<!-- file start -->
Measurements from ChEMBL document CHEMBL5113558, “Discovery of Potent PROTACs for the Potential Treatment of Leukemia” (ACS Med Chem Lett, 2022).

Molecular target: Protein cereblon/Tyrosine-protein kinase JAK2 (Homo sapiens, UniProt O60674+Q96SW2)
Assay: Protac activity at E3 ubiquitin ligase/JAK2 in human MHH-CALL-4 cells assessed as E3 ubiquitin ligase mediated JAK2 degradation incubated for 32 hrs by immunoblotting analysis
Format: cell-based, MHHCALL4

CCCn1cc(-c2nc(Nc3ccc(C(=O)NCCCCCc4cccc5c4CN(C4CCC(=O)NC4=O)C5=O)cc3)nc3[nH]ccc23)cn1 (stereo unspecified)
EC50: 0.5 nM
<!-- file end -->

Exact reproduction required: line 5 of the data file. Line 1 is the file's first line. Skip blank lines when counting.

CCCn1cc(-c2nc(Nc3ccc(C(=O)NCCCCCc4cccc5c4CN(C4CCC(=O)NC4=O)C5=O)cc3)nc3[nH]ccc23)cn1 (stereo unspecified)